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How does Henry Cavill’s “Man of Steel” outfit compare to other Superman costumes?

How does Henry Cavill’s “Man of Steel” outfit compare to other Superman costumes? (photo)

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Henry Cavill officially owns Superman’s cape in “Man of Steel” now, and the first picture of him in costume shows that he will be wearing muted tones and a scaly texture. The costume marks just one more evolution in the history of Kal-El’s tights, which have been loosened, tightened and reshaped on numerous occasions since the hero first appeared on the cover of “Action Comics” #1 in 1938.

Although Superman has experienced a handful of dramatic makeovers in the pages of DC Comics, most of his animated and live-action adaptation incarnations have played it safe. Nevertheless, producers and costume designers always find little things to tweak. Here’s how Cavill’s costume looks compared to previous Superman suits.


Animated Superman (voiced by Bud Collyer), “Superman” (1941)
The old Max Fleischer-produced Superman cartoons are legendary in the world of animation. Modern-day movie goers would likely do a double-take, however, if Cavill’s “S” emblem showed up in a black-on-red design. “Man of Steel” will instead be sticking with the iconic red-on-yellow shield that should reassure viewers that they haven’t errantly wandered into some bootleg Superman film from Southeast Asia.


George Reeves, “Adventures of Superman” (1952)
During the laidback 1950s, George Reeves actually got to experience a little breathing room between his skin and his Superman costume. His “S” emblem was neither too small nor too large, but his yellow belt was kind of a joke. Cavill’s belt buckle appears to have some shine to it, indicating that his Superman won’t be clad in some non-functional, quickly-cut strip of fabric that looks like his mom crafted it for a Halloween outfit.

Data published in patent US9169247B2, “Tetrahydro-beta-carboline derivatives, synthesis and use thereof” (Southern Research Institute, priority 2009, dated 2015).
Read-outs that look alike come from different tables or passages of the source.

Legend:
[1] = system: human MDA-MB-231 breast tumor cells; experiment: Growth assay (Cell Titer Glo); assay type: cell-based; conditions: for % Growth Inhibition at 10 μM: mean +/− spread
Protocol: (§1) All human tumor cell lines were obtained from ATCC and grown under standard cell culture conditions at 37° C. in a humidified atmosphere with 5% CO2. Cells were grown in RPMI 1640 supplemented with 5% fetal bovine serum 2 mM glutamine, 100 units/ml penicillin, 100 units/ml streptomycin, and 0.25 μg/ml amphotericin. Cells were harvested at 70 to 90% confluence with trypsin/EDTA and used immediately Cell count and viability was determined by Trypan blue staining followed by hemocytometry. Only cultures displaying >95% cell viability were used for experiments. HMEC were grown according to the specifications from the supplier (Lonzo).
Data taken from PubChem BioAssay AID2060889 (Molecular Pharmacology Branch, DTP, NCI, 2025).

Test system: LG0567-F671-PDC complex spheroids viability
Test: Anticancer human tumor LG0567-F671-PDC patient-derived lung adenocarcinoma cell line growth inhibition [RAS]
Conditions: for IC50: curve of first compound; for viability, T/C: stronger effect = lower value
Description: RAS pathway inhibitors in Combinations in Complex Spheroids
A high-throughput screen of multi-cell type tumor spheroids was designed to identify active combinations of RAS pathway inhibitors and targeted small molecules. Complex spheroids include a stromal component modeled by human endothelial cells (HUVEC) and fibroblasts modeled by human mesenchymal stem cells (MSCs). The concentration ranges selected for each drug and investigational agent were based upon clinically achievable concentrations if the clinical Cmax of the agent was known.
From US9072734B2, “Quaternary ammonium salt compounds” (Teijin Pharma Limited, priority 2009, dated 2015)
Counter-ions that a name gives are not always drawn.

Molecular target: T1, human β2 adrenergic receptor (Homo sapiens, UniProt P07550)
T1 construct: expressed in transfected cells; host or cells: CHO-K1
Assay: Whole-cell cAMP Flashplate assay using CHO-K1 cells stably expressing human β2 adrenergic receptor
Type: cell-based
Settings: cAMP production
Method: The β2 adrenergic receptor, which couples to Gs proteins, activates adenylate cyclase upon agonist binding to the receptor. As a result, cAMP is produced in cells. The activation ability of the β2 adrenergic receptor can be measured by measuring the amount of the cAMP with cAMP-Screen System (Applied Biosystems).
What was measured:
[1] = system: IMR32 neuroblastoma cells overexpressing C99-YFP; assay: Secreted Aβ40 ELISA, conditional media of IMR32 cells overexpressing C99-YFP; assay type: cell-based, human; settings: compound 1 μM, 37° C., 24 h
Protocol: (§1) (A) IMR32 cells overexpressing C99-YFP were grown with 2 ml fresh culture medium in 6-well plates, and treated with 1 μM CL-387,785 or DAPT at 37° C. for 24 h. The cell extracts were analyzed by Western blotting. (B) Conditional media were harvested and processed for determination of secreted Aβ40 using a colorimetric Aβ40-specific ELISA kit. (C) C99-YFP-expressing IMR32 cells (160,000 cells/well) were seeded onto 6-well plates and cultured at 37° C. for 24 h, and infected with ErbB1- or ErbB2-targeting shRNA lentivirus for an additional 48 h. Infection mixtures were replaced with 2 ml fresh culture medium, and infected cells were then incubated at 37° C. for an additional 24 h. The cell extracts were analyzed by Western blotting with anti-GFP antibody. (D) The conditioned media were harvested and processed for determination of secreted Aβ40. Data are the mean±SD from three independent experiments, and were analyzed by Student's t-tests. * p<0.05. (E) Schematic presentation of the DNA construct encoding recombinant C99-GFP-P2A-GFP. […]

Christopher Reeve, “Superman” (1978)
When the late ’70s and ’80s rolled around and Christopher Reeve donned the big red cape, director Richard Donner kept the colors bright and the costume conservatively true to the comics. Reeve did get some more topography on his belt buckle, however. As far as the material used to make the costume went, this incarnation left little of Superman’s anatomy to the imagination, but the bright circus colors made the Last Son of Krypton look inherently more ready to appear at an 8-year-old’s birthday party than the superhero appearing in “Man of Steel.”


Dean Cain, “Lois and Clark: The New Adventures of Superman” (1993)
Superman’s colors had to turn it down a notch for nighttime TV audiences when Dean Cain showed up with an “S” on his chest for ABC. The shield stayed large, but this was the beginning of a trend toward less circus-appropriate shades of blue and red. Cavill’s look appears even more faded and looks much less like a giant multicolored piece of pantyhose and more like a thin suit of body armor.


Brandon Routh, “Super Man Returns” (2006)
The costume in director Bryan Singer’s film looked a lot more like rubber or vinyl than it did Spandex. The colors weren’t necessarily as muted as they were darker, and the costume had texture all over the place. Routh got a smaller shield on his chest that let him show off his abs a bit more than his predecessors were allowed to do. He also got a clearly pronounced “S” belt buckle. Cavill’s “S” seems to have grown, and his belt looks like it has reverted back to being a simple oval. We still need to see him standing up straight in the light to tell for sure though!